Twilight at Dawn
1. Late Night Letter
Jay, you know I never watched the news
—Afghanistan, Iraq, I couldn’t point either out--
so when you went, it’s like you were lost.
Or no, it was like I couldn’t follow.
No, I was lost.
I can’t write it all in one place
so I spread it out and know it less.
Do you think your mother thinks I’m dead?
Even if she’d give them to me,
any stars of yours would be dark--
dark stars are useless. I want to shine.
2. At the Laundry
Heavy load of sweatshirts and stuff rolls up;
eventually though, they tumble, the basket turning,
working and working just to dry the clothes.
And I watch the whole pointless cycle
start again. Then it stops, jeans soaked.
No more quarters. I never have enough.
They gave us grades all through school--
math, social studies, even gym.
I mean, there’s got to be a way to know,
now, as adults, if you’re doing it right.
Even how straight our letters were got grades.
3. Another Letter
We had extra-curricular priorities, you and I;
Elle’s almost twelve, proof of that.
We had to hide from your mother back then;
even now, she can’t seem to find me.
Reality star, Elle says. Or some days,
Engineer for NASA. So I’m taking classes
on loans I might not ever be able to pay back.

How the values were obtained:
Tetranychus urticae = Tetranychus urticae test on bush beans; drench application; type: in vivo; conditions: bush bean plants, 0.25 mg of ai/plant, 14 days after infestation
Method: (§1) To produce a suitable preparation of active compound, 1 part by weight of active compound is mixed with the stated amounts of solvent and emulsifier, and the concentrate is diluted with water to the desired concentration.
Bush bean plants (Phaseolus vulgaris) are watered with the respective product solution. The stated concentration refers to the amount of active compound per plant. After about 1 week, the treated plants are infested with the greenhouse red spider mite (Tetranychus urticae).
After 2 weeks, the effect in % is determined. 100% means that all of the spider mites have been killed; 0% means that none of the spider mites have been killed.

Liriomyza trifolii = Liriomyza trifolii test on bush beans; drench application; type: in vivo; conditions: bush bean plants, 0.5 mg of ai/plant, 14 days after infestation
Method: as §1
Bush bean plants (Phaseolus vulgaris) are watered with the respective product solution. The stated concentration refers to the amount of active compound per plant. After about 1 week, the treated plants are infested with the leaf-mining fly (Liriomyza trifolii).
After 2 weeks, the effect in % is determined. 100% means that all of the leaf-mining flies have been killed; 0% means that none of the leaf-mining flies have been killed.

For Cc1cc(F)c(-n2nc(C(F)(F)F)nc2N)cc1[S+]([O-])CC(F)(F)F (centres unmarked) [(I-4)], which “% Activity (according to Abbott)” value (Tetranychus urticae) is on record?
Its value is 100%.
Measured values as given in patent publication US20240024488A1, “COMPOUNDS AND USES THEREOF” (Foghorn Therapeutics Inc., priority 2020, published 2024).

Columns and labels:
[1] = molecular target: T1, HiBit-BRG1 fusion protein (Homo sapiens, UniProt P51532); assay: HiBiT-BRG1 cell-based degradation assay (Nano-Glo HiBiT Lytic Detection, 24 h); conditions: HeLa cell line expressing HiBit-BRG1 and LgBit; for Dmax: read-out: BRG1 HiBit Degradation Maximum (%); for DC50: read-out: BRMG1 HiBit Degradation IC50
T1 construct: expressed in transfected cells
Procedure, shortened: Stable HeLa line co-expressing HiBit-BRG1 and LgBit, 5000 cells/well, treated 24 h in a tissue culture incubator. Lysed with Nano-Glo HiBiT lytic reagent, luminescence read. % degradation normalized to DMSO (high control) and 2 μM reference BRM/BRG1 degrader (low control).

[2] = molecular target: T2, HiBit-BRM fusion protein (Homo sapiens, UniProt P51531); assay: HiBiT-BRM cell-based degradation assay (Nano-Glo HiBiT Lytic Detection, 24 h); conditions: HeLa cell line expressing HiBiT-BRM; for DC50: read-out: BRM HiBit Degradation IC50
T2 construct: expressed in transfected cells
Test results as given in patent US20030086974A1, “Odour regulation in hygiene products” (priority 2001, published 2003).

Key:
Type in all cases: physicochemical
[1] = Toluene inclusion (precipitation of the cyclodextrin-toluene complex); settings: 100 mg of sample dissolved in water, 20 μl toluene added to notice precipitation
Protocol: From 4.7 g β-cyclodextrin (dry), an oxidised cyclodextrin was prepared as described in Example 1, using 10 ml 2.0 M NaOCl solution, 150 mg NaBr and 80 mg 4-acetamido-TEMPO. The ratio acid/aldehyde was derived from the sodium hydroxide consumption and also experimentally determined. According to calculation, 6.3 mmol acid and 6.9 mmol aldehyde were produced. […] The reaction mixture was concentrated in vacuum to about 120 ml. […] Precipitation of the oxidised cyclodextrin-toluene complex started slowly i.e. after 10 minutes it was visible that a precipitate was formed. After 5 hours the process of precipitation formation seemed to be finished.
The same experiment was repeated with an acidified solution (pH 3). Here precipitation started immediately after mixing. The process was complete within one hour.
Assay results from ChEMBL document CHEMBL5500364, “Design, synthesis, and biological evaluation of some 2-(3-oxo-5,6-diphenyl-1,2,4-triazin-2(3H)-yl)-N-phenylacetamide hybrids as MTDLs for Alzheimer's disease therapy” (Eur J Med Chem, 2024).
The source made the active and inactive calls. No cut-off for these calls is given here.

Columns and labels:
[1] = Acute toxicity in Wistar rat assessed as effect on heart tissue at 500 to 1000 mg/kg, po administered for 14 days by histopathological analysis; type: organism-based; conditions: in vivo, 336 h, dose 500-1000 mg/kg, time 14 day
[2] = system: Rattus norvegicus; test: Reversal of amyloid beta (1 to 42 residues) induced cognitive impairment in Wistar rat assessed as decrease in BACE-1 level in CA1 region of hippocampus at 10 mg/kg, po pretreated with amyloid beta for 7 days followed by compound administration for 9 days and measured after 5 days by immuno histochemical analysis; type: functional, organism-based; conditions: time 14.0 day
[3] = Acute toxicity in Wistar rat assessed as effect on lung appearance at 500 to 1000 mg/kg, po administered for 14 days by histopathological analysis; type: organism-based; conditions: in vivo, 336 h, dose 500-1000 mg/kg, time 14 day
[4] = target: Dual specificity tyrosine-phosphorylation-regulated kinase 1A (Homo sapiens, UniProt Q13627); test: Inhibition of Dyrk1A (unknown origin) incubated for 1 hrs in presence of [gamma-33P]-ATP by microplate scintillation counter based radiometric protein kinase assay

Now I get what a thesis is, and I’m learning
elementary algebra. And what I’m made of.
We do homework in sync, mother and daughter,
each in silence, becoming what we can’t yet know.
4. Cleaning Up and Homing In
The laundry’s in its basket still, days later;
heaped up junk mail layers the kitchen table.
Elle’s shoes make walking the hall a hazard.
Yelling does no good. I begin with the clothes
then work my way back to the table. Then sit.
Objects finding their place eases me, even if
order’s hard to achieve and doesn’t last long.
Kitchen ready, I put on the pasta water.
Home, the fact and feeling of it, is a softening
I can make for Elle. It has to happen every day.
Memories, mom used to say, won’t cook the sauce.
5. Starting Homework in the Gloaming
I tower my textbooks against the window.
Sunset’s long over, fireball gone, but
above the black bulk of the hills
yellow highlights the important edge.
Gloaming, my new vocab, refers to being in-between.
One word embodies many meanings. Twilight,
on one hand, is darkness shouldering into
day; on the other, light blooms on the stem of night--
betweenness means living the transition.
You can’t trust words. So I start with math.
Equations. Proofs. Let’s see what x is this time.
6. Last Late Night Letter
In the small quite hours, I wake, and,
magically, feel cozy in my trailer, in my life.
Elle snores, but gently, the sound a comfort.
Let me go, Jay. Let me live, and I’ll, I’ll, I will
let you die. It’s been eleven years,
eleven years, six months. Through my window
a star I think is Venus gleams like a jewel.
Night-time is becoming my friend again.
Daylight’s no longer drudgery. I whisper
Move on, move on, only partly to you.
Embraced by star-shine, I snuggle in to sleep.
by Edward Dougherty
"Desperation" by Mary Weatherbee
66 OURS - Collaborative Writing Project
Starting with Phase 1, writers had 66 days to base their writing on 1 anonymous person & 1 vignette, dutifully and judiciously assigned to each writer by Amelia.
Photos given to the writers
Each writer was given a combination of 1 person + 1 vignette from the following: